Opening Doors: How to Cut Discrimination by Supporting Neighborhood Integration
The last few years have witnessed a quantum leap in the enforcement of fair housing and fair lending legislation. The 1988 Fair Housing Amendments Act gave newe enforcement powers to the U.S. Department of Housing and Urban Development (HUD) and the Department of Justice. For example, HUD can how initiate complaints against housing agents who discriminate. Moreover, several events, including release of the Home Mortgage Disclosure Act data, which show wide disparities in loan acceptance rates between whites on the one hand and blacks and Hispanics on the other, have led financial regulatory agencies such as the Federal Reserve Board and the Office of the Comptroller of the Currency to increase their anti-discrimination enforcement. These commendable enforcement efforts may fall short of the mark, however, because they are likely to have little impact on one of th eprincipal sources of discrimination by real estate brokers and landlords, namely residential segregation. This policy brief argues that: (1) residential segregation, the physical separation of racial or ethnic groups, is a principal cause of continuing discrimination in housing; (2) enforcement efforts directed toward people who commit discriminatory acts are unlikely to have much effect on segregation; and (3) the federal government needs programs to attack segregation directly, that is, to support integration, as part of its anti-discriminational arsenal. The brief concludes by proposing the Stable Neighborhood Initiatives Program (SNIP), a nondiscriminatory federal program to support community integration efforts, which is designed to fill the current policy void.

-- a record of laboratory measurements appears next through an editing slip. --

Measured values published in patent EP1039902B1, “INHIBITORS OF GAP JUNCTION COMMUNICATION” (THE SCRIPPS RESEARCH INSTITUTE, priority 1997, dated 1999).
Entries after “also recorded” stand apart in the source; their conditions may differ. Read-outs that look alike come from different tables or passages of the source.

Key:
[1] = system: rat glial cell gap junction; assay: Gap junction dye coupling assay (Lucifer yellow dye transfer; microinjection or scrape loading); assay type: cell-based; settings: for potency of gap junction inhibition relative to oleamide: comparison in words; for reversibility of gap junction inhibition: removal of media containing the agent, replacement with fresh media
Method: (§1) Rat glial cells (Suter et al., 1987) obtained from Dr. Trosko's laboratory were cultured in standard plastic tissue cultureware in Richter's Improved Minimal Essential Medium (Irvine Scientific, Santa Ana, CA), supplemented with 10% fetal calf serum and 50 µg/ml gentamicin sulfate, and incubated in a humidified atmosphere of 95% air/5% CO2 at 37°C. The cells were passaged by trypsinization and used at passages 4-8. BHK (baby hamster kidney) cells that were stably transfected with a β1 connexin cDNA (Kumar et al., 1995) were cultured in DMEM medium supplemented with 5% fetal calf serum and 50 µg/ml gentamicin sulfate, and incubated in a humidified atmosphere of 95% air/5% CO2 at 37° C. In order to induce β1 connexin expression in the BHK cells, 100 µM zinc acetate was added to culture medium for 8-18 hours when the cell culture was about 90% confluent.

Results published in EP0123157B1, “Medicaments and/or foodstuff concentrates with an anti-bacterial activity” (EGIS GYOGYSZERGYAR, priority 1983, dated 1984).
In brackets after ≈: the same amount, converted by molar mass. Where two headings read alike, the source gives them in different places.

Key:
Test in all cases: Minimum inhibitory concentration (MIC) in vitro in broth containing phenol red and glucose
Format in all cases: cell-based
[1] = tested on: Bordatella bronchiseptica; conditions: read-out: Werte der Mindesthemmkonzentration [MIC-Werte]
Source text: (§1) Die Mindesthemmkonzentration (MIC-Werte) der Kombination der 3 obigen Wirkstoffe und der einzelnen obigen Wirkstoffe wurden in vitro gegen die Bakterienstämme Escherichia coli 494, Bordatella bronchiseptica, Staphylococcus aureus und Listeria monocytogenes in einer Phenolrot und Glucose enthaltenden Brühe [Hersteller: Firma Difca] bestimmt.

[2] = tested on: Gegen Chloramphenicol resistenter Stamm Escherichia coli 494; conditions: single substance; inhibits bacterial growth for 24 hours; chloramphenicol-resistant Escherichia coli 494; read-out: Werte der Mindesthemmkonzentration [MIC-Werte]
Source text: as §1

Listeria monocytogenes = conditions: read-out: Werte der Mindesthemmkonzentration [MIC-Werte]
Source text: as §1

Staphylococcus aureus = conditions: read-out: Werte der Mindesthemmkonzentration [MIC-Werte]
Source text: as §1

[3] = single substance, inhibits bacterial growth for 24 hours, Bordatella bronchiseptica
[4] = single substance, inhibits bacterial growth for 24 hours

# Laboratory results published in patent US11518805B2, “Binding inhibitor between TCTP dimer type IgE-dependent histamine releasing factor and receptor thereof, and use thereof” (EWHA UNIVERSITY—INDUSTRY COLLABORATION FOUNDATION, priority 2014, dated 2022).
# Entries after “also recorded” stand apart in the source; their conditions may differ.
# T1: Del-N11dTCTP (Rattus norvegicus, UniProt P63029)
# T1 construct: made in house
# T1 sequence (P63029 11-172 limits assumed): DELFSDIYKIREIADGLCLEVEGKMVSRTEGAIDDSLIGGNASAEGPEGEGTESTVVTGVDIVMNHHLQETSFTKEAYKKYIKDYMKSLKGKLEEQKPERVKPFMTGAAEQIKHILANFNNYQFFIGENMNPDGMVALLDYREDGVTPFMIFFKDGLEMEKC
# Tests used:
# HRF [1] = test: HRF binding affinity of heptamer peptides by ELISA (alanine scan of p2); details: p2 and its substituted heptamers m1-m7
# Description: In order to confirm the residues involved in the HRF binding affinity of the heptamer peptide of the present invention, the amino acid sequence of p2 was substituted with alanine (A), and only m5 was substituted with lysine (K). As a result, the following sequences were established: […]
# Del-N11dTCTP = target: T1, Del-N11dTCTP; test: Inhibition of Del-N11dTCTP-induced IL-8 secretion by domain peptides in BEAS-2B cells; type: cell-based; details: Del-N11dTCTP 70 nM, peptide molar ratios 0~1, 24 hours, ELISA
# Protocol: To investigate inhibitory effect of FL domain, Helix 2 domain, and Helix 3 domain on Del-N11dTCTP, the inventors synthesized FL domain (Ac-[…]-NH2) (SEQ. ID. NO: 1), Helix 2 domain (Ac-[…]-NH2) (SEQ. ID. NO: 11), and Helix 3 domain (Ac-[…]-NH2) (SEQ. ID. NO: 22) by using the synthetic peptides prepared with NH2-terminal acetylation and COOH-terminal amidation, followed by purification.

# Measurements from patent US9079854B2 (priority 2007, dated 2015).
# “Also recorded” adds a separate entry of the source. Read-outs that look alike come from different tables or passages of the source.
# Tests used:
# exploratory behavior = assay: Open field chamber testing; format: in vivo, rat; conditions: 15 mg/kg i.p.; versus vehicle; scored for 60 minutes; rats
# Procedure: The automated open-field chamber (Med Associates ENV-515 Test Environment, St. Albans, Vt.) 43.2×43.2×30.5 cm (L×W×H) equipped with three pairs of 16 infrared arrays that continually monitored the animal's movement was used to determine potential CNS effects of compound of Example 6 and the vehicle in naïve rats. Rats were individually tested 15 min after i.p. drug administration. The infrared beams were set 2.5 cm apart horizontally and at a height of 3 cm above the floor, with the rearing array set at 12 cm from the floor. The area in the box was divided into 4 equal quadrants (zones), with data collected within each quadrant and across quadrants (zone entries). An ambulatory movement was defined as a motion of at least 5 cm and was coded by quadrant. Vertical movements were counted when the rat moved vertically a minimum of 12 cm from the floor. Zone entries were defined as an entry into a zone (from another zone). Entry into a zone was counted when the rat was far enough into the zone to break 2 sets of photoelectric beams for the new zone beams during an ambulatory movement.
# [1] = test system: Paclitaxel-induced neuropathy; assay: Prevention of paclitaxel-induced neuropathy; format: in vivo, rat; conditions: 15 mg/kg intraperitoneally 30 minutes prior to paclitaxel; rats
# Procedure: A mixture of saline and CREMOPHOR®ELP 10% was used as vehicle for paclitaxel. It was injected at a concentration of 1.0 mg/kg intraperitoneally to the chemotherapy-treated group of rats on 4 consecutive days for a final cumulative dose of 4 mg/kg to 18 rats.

|Date of creation:||Feb 1995|
|Contact details of provider:|| Postal: 426 Eggers Hall, Syracuse, New York USA 13244-1020|
Phone: (315) 443-3114
Fax: (315) 443-1081
Web page: http://www.maxwell.syr.edu/cpr.aspx
More information through EDIRC
References listed on IDEAS
Please report citation or reference errors to , or , if you are the registered author of the cited work, log in to your RePEc Author Service profile, click on "citations" and make appropriate adjustments.:
- George Galster, 1990. "Racial steering in urban housing markets: A review of the audit evidence," The Review of Black Political Economy, Springer;National Economic Association, vol. 18(3), pages 105-129, December.
- W. Clark, 1991. "Residential preferences and neighborhood racial segregation: A test of the schelling segregation model," Demography, Springer;Population Association of America (PAA), vol. 28(1), pages 1-19, February.
- Munnell, Alicia H. & Geoffrey M. B. Tootell & Lynn E. Browne & James McEneaney, 1996.
"Mortgage Lending in Boston: Interpreting HMDA Data,"
American Economic Review,
American Economic Association, vol. 86(1), pages 25-53, March.
- Alicia H. Munnell, 1992. "Mortgage lending in Boston: interpreting HMDA data," Working Papers 92-7, Federal Reserve Bank of Boston.
When requesting a correction, please mention this item's handle: RePEc:max:cprpbr:003. See general information about how to correct material in RePEc.
For technical questions regarding this item, or to correct its authors, title, abstract, bibliographic or download information, contact: (Kelly Bogart)or (Katrina Wingle)
If you have authored this item and are not yet registered with RePEc, we encourage you to do it here. This allows to link your profile to this item. It also allows you to accept potential citations to this item that we are uncertain about.
If references are entirely missing, you can add them using this form.
If the full references list an item that is present in RePEc, but the system did not link to it, you can help with this form.
If you know of missing items citing this one, you can help us creating those links by adding the relevant references in the same way as above, for each refering item. If you are a registered author of this item, you may also want to check the "citations" tab in your profile, as there may be some citations waiting for confirmation.
Please note that corrections may take a couple of weeks to filter through the various RePEc services.